3,500-Ton Bath Toy

Here's your nightly math! Just 5 quick minutes of number fun for kids and parents at home. Read a cool fun fact, followed by math riddles at different levels so everyone can jump in. Your kids will love you for it.

3,500-Ton Bath Toy

November 5, 2014

When a big new warship is built for our Navy, it’s built on land, of course – but then it somehow has to get to the water. And shoving a 3,500-ton ship off the dock sure doesn’t sound easy. There are a couple of ways to do it, but it turns out the builders can just tip the boat off a ramp and let it plop into the water, like a bath toy. As we see in this video, last month Lockheed Martin launched the USS Detroit in that way: the ship hits the water at a crazy angle, but because of the way the weight of the ship is balanced, the boat eventually sloshes back and forth until it’s upright. Given that the ship cost $360 million to build, they wouldn’t do this unless they knew it wouldn’t break the boat!

Wee ones: This USS Detroit is the 6th ship to take that name. Can you count them off from 1 to 6?

Little kids: If this is the 6th USS Detroit, how many ships have had that name before this one? Bonus: No one is on board a ship when it’s launched like this – they’d definitely get hurt. If before launch 13 builders and 2 curious kids are on board, how many people have to get off the boat?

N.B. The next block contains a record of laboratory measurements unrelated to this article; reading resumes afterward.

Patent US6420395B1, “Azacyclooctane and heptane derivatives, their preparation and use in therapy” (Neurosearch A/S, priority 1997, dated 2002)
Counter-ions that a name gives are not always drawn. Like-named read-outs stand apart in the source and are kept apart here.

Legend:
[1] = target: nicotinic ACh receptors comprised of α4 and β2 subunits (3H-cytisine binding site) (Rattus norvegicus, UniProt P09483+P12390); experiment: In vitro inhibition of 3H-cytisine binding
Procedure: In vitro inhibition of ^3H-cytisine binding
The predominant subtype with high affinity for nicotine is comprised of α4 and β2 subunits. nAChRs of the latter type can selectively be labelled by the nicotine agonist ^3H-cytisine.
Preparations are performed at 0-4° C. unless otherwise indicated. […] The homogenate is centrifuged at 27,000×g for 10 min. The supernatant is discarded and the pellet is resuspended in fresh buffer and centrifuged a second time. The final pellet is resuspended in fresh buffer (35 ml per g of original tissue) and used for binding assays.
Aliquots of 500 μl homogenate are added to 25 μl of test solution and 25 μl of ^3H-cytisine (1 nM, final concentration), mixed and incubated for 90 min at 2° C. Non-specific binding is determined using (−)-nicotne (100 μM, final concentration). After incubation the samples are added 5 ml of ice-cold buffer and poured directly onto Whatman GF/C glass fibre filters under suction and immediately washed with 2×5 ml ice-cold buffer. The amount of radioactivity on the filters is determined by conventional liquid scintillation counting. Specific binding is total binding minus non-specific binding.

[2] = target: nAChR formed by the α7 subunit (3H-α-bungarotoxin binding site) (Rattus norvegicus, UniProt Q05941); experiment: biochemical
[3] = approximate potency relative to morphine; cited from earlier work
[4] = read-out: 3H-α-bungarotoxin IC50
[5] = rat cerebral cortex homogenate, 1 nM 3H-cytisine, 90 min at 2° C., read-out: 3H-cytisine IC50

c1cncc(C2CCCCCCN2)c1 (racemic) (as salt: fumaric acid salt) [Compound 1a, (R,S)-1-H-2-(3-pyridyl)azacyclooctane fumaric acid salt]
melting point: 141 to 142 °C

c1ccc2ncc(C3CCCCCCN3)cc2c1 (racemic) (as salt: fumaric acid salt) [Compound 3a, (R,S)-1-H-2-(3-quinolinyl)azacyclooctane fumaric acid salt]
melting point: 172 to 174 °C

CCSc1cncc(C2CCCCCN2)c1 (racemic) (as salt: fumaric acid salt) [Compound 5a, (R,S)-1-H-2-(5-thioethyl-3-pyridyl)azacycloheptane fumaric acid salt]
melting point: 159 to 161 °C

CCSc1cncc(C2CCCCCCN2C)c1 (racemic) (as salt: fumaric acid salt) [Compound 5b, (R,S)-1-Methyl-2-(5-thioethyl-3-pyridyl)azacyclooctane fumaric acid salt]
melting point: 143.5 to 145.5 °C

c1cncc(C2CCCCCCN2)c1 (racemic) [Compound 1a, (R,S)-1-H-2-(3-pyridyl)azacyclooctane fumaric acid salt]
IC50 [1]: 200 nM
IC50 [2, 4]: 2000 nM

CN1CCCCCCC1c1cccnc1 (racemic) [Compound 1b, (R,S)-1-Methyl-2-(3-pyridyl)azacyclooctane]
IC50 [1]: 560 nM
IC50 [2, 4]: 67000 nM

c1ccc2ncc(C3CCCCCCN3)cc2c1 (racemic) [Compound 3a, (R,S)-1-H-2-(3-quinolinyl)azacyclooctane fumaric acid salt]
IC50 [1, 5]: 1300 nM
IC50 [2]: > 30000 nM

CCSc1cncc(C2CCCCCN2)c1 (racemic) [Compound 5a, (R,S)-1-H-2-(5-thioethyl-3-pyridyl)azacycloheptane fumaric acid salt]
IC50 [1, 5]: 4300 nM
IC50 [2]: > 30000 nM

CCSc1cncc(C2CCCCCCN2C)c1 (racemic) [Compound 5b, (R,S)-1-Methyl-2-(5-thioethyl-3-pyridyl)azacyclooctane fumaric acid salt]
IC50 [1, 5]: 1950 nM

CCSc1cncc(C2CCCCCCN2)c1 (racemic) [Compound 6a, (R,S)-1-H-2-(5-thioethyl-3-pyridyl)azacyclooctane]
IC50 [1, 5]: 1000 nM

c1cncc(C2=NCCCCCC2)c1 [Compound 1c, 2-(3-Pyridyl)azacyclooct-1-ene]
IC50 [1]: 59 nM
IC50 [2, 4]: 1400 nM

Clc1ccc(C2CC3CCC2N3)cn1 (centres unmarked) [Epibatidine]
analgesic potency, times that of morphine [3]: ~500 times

Big kids: If they started building the ship in November 2012 and launched it in October 2014, how many months did the project take? (Assume they both started and ended mid-month.)  Bonus:How much is 3,500 tons in pounds, anyway? (Reminder: One ton equals 2,000 pounds.)




Wee ones: 1, 2, 3, 4, 5, 6.

Little kids: 5 ships.  Bonus: 15 people.

Big kids: 23 months, 1 less than 2 full years.  Bonus: 7,000,000 pounds (7 million).

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About the Author

Laura Overdeck

Laura Overdeck

Laura Bilodeau Overdeck is founder and president of Bedtime Math Foundation. Her goal is to make math as playful for kids as it was for her when she was a child. Her mom had Laura baking before she could walk, and her dad had her using power tools at a very unsafe age, measuring lengths, widths and angles in the process. Armed with this early love of numbers, Laura went on to get a BA in astrophysics from Princeton University, and an MBA from the Wharton School of Business; she continues to star-gaze today. Laura’s other interests include her three lively children, chocolate, extreme vehicles, and Lego Mindstorms.

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